We all walk ancientrails. Welcome to the journey.

Breathe in, Breathe out

Written By: Charles - Mar• 28•20

Spring and the Corona Luna

Saturday gratefuls: Murdoch jail break. Seoah’s spring rolls. Kate’s good day. Her referral to an ostomy nurse (for her feeding tube). The white, confectioner’s sugar look on Black Mountain, our lodgepoles, the solar panels. Rabbi Jamie’s Maladies and Melodies zoom session yesterday. These days of our lives. Learning new things about society, about ourselves, about our globalist reality.

Some miscellaneous things.

Cousin Diane sent out this message about how to care for groceries. Then I read that those of us over 60 should not be going to the grocery store at all. Will keep on using pickup when I can (not delivery), but Seoah may end doing up most of our in-store shopping. Anyhow, here’s the video. I found it helpful.

On the subject of resilience here’s a link to a Harvard Business Review article, “That discomfort you’re feeling is grief .” It helped me name a complex of feelings that come and go, stimulated by the virus, yes, but not exclusively about it. The more we can grasp the emotional, the psychological impacts of the pandemic, the less they will cause us unwanted and unexpected trouble.

In a soothing and, at the same time, provocative hour on Zoom Rabbi Jamie took us through a modification of Jewish morning prayers. Maladies and Melodies. Songs he’d written, psalms he’d translated. His thoughts along the way.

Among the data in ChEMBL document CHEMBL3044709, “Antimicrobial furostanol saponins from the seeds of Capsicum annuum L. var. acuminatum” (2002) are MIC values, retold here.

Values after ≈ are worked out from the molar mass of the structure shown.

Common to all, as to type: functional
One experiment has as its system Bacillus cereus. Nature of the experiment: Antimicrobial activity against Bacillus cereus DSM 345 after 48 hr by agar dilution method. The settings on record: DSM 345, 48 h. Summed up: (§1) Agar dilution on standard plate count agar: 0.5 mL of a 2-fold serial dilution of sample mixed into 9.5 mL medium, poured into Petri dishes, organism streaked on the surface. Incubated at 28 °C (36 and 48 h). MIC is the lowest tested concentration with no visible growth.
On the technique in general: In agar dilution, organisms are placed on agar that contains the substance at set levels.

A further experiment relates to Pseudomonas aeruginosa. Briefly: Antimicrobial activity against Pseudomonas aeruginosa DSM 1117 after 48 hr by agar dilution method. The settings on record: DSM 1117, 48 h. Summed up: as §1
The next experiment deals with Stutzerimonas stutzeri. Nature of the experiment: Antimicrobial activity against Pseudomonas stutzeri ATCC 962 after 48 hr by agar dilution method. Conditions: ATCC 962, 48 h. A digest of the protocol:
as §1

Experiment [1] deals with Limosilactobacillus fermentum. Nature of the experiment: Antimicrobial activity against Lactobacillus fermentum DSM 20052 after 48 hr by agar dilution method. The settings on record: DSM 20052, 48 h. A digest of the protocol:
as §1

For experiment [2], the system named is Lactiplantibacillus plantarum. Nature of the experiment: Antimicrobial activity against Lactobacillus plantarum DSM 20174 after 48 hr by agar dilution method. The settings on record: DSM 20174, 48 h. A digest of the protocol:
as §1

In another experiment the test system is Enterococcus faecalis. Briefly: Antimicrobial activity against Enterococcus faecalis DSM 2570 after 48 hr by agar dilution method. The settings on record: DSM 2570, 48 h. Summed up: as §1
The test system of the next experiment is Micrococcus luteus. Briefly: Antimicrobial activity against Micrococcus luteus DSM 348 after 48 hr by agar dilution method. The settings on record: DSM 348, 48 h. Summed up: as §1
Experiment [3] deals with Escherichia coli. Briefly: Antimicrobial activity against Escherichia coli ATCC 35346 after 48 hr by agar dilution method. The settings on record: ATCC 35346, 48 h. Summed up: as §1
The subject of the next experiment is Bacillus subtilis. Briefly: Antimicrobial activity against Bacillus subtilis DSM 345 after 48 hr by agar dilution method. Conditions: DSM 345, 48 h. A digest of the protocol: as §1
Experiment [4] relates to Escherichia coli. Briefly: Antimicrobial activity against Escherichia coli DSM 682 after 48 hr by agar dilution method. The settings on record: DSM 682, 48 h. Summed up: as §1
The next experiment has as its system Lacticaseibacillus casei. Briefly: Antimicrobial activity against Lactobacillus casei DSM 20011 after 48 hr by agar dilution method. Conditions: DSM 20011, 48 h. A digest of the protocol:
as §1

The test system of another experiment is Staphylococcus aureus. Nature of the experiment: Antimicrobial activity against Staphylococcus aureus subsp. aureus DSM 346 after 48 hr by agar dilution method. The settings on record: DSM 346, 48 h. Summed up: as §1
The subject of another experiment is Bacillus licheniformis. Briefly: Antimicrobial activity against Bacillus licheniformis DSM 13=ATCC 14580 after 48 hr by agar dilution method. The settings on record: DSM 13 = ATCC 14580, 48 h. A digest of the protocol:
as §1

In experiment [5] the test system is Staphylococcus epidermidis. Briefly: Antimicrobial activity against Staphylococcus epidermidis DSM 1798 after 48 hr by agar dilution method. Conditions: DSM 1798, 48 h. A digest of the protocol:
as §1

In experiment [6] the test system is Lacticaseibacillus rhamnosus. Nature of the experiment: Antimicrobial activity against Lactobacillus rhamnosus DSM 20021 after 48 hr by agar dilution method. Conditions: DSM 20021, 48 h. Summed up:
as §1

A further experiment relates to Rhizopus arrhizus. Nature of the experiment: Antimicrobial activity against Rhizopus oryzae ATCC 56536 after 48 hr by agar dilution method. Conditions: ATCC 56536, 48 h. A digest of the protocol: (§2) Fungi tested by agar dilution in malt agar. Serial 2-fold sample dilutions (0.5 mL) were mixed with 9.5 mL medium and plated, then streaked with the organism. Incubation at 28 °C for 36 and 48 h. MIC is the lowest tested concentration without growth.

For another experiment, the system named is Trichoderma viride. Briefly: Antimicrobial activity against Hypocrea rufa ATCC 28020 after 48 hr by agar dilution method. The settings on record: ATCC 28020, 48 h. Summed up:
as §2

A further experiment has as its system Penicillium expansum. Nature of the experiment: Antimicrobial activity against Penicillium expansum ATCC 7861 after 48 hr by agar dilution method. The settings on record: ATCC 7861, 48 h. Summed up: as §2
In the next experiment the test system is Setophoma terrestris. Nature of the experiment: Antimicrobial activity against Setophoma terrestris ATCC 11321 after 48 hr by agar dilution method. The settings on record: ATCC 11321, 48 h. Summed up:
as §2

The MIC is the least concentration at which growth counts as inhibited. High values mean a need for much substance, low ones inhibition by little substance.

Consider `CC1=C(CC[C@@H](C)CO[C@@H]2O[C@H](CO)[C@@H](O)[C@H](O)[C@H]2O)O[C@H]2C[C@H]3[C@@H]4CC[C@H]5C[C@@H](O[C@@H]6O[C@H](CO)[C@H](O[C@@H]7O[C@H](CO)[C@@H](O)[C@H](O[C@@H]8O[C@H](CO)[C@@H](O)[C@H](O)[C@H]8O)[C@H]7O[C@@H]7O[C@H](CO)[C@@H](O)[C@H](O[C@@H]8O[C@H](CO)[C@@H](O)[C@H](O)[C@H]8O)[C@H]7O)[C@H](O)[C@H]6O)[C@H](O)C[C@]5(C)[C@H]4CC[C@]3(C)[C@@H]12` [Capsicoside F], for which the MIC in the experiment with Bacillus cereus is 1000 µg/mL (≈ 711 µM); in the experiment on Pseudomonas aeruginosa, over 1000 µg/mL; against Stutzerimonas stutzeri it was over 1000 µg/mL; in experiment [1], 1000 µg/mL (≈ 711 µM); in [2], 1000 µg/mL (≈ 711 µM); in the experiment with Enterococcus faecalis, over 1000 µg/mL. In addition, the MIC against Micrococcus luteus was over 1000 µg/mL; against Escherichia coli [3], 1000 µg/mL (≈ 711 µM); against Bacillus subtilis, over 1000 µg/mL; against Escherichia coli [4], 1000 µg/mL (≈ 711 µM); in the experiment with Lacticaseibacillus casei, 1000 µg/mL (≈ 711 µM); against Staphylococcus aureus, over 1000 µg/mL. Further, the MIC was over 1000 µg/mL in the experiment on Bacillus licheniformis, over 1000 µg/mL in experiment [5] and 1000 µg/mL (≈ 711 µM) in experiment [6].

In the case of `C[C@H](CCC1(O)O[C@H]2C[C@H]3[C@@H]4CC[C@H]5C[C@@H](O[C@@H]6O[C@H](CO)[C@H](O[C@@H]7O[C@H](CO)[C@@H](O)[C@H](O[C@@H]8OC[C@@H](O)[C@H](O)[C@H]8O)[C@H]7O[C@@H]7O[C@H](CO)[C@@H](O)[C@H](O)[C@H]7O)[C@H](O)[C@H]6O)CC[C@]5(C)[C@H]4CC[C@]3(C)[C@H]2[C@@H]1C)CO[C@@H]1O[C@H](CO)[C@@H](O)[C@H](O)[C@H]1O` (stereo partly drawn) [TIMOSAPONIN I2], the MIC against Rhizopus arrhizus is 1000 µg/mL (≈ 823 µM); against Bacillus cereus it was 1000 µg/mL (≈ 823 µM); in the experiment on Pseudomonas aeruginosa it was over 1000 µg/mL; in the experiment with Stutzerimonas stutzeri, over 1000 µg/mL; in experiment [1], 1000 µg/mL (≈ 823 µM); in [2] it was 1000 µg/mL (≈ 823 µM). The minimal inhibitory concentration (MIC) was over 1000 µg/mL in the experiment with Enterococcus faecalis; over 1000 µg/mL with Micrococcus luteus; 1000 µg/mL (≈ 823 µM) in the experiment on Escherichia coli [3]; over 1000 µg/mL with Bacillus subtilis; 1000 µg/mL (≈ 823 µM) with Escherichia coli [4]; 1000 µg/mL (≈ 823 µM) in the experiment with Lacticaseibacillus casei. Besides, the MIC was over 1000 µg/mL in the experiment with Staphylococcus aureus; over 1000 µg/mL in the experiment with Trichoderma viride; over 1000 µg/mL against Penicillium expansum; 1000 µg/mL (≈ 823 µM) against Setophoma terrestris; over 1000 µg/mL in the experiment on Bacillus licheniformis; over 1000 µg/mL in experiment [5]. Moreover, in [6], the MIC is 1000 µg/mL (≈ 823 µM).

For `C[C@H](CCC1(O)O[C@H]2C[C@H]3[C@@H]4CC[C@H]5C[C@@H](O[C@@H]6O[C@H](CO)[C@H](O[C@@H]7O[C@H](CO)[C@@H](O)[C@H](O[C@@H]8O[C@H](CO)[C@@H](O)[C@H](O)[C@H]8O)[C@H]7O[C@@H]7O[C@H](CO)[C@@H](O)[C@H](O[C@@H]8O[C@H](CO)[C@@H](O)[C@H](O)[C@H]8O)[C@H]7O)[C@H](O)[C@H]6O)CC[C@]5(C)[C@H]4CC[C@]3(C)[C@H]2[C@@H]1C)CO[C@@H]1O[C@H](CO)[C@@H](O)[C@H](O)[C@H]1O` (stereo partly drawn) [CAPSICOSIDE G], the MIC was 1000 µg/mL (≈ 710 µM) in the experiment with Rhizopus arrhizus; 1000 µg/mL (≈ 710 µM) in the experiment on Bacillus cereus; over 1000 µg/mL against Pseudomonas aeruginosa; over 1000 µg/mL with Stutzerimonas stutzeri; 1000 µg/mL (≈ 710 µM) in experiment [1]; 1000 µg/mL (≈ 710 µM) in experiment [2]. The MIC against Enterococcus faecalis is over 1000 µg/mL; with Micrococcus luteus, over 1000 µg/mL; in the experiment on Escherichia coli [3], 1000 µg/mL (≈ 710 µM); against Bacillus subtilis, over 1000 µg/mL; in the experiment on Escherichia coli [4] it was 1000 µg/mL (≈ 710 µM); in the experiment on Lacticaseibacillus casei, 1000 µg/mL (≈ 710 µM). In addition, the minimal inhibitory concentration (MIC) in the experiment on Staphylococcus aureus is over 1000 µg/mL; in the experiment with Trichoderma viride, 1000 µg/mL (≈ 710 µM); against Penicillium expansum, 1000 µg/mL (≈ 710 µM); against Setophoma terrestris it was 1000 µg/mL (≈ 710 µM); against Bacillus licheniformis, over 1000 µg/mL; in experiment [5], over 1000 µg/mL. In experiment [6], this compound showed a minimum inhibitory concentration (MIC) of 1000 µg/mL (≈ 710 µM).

Two things stood out for me. He began with the idea of moving from a narrow mind, like the narrow, confined space of Egypt for the Hebrew slaves, (Passover is two weeks away.), to a broad, expansive space. From a narrow, pharaoh mind to wide vistas and open hearts. How do we move, I wondered, and I imagine he intended this, from a lock down state of mind to a broad mind even though fear and actual confinement are the norm for people around the world?

In a meditation (He’s a Buddhist, too, and spent time in Nepal on pilgrimage.) he had us focus on our breath. Breathe in, breathe out. Don’t force it. Follow it. He mentioned breath as neshama, that part of our soul most directly connected to the one. Breathe in, breathe out. Breathe in, breathe out. It’s a respiratory virus. It affects the lungs, our ability to breath. Breathe in, breath out. I thought this. I imagine others did, too.

Can anything separate us from the one? No. Not even something that blocks our breath, because our neshama remains linked to the one even if our breathing ceases. So what is there to fear? A death? Still one with the one. Breathe in, breathe out.

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